Accessible Campgrounds are a Passion for RVing Accessibility Group
Mark Douglass is passionate about what he does and with good reason. Born with birth defects in his feet, he grew up in and out of wheelchairs all his life. As an adult, he faced more mobility challenges following a major car accident and when he went RVing for the first time in 1997 he was in a wheelchair – scooting up and down the steps but still doing the driving. In 2009, he underwent surgery and began moving again.
In the meantime, he and his wife Ellie were managing a campground – he working from an electric wheelchair. They bought a motorhome and decided to do some traveling. That’s when Mark began to encounter some major barriers. “When I would call a campground and request “handicapped” parking, we would be placed near the bathroom,” he says. “I couldn’t access the amenities in the park. It was difficult for my wife to push me in my wheelchair through gravel. We just made a list of the parks which could accommodate me and where we could go back. I didn’t know if I would ever walk again, but I really enjoyed the RV lifestyle.”
In 2010, when he was finally able to walk again, Mark decided he wanted to give back after being given back his legs. He founded RVing Accessibility Group, a 501(c)3 nonprofit organization with a website initially listing parks he had found which were accessible to people with mobility challenges. At the same time, he decided he needed to better educate himself on accessibility issues and the Americans with Disabilities Act (ADA) of 1990.
At the University of Indiana’s National Center on Accessibility, Mark underwent intense training and participated in field applications, learning about disability access routes, toilet and seating standards, and other ADA prerequisites. He continued classes on the ADA requirements led by both government entities and private teachers. “This wasn’t going to be a hobby,” he says.
Mark has no desire to become the “ADA police”, he says. Instead he wants to help RV campground owners develop their properties so they do meet ADA standards and at the same time offer enjoyable recreational opportunities to the disabled market. Initially, he began speaking at various campground owner association’s meetings and offering his services – conducting an accessibility assessment and preparing a 5-year plan for parks to be in compliance with ADA standards. On site, he walks through the property with the park owner, explaining the areas he’ll be evaluating. “Most campground owners have no idea if they are ADA compliant and neither do most local government agency inspectors, because they haven’t been trained in ADA regulations. For example, a bathroom needs to meet 30 different standards. I evaluate every element in the park which has an ADA requirement – access routes, doors, playgrounds – all get measured and photographed. And I know the owner is thinking about costs,” he adds.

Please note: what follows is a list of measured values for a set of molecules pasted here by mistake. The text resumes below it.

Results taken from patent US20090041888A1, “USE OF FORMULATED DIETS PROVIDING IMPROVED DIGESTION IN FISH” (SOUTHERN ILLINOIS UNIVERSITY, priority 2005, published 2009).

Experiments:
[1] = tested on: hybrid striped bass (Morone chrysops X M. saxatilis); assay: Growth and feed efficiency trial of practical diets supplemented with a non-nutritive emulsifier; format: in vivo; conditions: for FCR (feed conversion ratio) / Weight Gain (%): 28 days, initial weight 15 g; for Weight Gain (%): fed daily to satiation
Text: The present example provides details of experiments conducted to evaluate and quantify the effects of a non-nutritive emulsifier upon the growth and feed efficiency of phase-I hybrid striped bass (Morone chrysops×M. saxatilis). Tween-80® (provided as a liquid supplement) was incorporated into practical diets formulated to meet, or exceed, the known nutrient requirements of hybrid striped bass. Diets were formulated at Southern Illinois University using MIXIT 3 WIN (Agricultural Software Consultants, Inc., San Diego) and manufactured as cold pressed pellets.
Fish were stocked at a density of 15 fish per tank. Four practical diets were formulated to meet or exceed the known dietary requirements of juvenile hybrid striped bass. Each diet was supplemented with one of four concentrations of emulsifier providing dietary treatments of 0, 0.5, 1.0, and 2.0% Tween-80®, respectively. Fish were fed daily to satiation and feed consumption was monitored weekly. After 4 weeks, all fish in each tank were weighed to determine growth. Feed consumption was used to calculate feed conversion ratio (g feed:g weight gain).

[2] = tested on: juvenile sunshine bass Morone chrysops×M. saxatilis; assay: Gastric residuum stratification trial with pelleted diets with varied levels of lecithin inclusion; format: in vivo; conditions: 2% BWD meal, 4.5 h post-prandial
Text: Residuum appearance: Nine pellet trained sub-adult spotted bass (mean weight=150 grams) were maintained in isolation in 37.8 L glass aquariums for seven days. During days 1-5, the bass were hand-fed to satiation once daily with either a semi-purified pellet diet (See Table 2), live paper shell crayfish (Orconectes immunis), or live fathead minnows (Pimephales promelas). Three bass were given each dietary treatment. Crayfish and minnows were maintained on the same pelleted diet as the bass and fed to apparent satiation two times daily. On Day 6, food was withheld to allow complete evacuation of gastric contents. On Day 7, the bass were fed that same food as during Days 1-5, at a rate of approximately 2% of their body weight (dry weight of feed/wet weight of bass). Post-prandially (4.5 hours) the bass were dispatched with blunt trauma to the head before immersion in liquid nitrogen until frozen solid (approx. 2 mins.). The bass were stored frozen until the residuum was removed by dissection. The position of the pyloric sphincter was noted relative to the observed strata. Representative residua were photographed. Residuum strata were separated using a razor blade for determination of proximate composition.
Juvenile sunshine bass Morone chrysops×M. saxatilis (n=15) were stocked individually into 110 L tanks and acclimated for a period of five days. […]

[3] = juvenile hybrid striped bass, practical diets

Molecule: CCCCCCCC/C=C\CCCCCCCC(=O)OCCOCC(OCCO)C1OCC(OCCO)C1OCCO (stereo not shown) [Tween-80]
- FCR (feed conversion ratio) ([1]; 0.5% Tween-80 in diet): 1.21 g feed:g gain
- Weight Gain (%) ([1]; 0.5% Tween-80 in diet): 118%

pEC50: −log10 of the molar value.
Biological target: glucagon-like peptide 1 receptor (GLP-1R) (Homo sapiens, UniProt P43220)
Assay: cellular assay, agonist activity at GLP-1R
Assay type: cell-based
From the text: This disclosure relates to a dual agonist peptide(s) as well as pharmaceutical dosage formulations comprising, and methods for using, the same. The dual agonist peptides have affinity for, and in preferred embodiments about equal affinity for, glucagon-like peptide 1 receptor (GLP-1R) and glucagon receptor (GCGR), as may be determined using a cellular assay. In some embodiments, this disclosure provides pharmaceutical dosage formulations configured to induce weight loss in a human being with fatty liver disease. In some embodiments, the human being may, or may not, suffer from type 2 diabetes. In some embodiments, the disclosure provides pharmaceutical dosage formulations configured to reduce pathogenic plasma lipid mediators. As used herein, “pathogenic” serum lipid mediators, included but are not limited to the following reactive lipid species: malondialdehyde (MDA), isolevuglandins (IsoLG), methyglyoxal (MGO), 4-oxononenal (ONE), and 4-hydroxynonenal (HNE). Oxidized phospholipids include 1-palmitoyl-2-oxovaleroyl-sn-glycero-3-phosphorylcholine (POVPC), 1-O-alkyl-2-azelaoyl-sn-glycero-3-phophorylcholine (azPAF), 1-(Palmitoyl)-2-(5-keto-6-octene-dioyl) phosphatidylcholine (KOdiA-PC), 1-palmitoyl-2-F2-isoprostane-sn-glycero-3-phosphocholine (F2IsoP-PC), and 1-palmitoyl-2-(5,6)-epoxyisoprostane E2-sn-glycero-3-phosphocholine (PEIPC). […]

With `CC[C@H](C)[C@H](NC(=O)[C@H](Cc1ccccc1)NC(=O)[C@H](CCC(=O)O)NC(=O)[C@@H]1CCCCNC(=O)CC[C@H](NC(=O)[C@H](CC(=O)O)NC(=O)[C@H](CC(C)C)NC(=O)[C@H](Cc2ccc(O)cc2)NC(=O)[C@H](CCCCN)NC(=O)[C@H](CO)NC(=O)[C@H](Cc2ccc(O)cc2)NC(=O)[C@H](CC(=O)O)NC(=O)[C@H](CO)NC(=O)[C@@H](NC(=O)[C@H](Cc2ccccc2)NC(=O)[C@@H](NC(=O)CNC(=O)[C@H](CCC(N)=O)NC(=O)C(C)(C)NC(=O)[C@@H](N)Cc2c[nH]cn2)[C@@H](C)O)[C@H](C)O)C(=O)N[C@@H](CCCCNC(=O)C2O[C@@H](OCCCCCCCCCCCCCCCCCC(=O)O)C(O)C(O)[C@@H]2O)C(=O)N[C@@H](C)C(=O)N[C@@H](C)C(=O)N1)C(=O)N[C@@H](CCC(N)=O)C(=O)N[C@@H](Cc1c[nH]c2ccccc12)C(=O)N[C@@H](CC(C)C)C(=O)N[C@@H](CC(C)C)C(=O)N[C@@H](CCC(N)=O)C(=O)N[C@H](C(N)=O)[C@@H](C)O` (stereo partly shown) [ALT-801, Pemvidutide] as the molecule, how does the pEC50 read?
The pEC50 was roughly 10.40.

Mark then puts together a detailed 5-year transition plan for the park, so that each year they can budget for certain improvements. If the plans can’t be completed in the 5-year period, he helps extend the plan another 5 years. “The Department of Justice is responsible for enforcing ADA standards, but they are usually not aware of any problems until a customer files a complaint,” he says. “Even if you’re not totally ADA compliant, in the event of an ADA law suit, you have a much stronger case if you have a transition plan in place.”
RVing Accessibility Group does not report its findings to the Department of Justice, the ADA or any other government agency. “We are an advocate for the campground industry,” says Mark. “Our assessments are basically a road map toward ADA compliance. They are confidential and we don’t release the names of the parks we work with unless they want us to in order to promote their park.” Parks pay the organization for the accessibility study; it also subsists on individual donations and sponsorships.
Bill Small, owner of Small Country Campground in Louisa, Virginia contracted with RVing Accessibility Group for an assessment in 2013 after hearing Mark speak at a Virginia campground owners’ meeting. “I decided I didn’t want to get caught up by government regulations and invited him to come over and look at our park,” he says. “We were in the process of designing and building a mini golf course at the time, and we incorporated Mark’s assessment study’s suggestions. The 18-hole mini golf course is 100% accessible.” Bill went on to add accessibility ramps to his store and game room, as well as the pool, creating a whole new entrance with a ramp, accessible gate handles and an accessible pool chair lift as required for compliance with the ADA standards for accessibility.
According to Mark, 20% of Americans, or 57.6 million people have a disability of some kind. 60% of these people use wheelchairs. The disabled market has a discretionary income of more than $200 billion. And in 1999, a study by a collaborative group of both private organizations and public agencies determined that among our country’s disabled population, the # 1 recreational activity is camping. “Making campgrounds more accessible and marketing to this population segment is a new revenue stream,” says Mark. “The population is aging. One out of four baby boomers is projected to have at least one disability. If we make it easier for these customers to enjoy their campground stays, it’s better for the industry.”